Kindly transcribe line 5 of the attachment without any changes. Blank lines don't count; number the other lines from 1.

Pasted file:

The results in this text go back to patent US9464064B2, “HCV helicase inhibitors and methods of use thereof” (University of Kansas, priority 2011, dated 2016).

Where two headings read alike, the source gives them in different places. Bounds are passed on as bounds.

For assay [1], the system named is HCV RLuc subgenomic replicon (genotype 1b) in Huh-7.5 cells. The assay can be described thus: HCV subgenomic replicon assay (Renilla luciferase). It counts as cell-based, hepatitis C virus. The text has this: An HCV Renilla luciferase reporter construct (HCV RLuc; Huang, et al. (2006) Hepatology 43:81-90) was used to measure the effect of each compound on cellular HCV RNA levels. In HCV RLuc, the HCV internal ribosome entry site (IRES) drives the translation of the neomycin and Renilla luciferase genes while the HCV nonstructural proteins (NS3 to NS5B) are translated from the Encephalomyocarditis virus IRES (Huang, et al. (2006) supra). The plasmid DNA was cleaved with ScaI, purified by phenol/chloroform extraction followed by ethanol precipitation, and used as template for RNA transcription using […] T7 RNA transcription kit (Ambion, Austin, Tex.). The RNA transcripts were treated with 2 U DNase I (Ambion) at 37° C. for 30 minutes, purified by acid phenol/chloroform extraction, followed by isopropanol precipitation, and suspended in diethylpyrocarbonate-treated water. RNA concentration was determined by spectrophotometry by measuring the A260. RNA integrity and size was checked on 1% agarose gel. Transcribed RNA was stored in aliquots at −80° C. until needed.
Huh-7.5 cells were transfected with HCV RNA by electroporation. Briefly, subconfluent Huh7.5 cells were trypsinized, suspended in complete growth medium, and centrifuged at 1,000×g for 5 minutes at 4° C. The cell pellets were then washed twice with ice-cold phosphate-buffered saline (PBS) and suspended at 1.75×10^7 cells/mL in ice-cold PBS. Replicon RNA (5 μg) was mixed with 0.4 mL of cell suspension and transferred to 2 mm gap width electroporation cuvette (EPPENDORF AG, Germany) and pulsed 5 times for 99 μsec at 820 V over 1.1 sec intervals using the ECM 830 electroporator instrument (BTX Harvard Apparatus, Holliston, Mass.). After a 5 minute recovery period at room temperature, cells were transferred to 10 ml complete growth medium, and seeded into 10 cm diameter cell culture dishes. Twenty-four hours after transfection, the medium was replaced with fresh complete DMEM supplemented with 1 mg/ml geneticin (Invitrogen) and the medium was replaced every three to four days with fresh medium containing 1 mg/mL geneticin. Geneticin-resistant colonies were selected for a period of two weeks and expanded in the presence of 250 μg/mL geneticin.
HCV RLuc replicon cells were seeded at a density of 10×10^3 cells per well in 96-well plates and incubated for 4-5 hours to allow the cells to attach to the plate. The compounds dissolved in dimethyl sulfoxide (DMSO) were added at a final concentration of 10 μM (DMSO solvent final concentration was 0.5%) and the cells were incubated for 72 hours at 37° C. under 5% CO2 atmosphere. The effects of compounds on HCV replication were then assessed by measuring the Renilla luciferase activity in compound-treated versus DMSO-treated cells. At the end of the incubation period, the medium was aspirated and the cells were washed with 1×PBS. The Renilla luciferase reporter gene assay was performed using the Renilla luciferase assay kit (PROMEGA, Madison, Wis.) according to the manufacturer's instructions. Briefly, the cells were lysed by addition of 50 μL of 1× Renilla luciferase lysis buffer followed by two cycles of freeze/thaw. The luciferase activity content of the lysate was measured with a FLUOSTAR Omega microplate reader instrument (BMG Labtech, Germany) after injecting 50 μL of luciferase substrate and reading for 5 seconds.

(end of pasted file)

HCV RLuc replicon cells were seeded at a density of 10×10^3 cells per well in 96-well plates and incubated for 4-5 hours to allow the cells to attach to the plate. The compounds dissolved in dimethyl sulfoxide (DMSO) were added at a final concentration of 10 μM (DMSO solvent final concentration was 0.5%) and the cells were incubated for 72 hours at 37° C. under 5% CO2 atmosphere. The effects of compounds on HCV replication were then assessed by measuring the Renilla luciferase activity in compound-treated versus DMSO-treated cells. At the end of the incubation period, the medium was aspirated and the cells were washed with 1×PBS. The Renilla luciferase reporter gene assay was performed using the Renilla luciferase assay kit (PROMEGA, Madison, Wis.) according to the manufacturer's instructions. Briefly, the cells were lysed by addition of 50 μL of 1× Renilla luciferase lysis buffer followed by two cycles of freeze/thaw. The luciferase activity content of the lysate was measured with a FLUOSTAR Omega microplate reader instrument (BMG Labtech, Germany) after injecting 50 μL of luciferase substrate and reading for 5 seconds.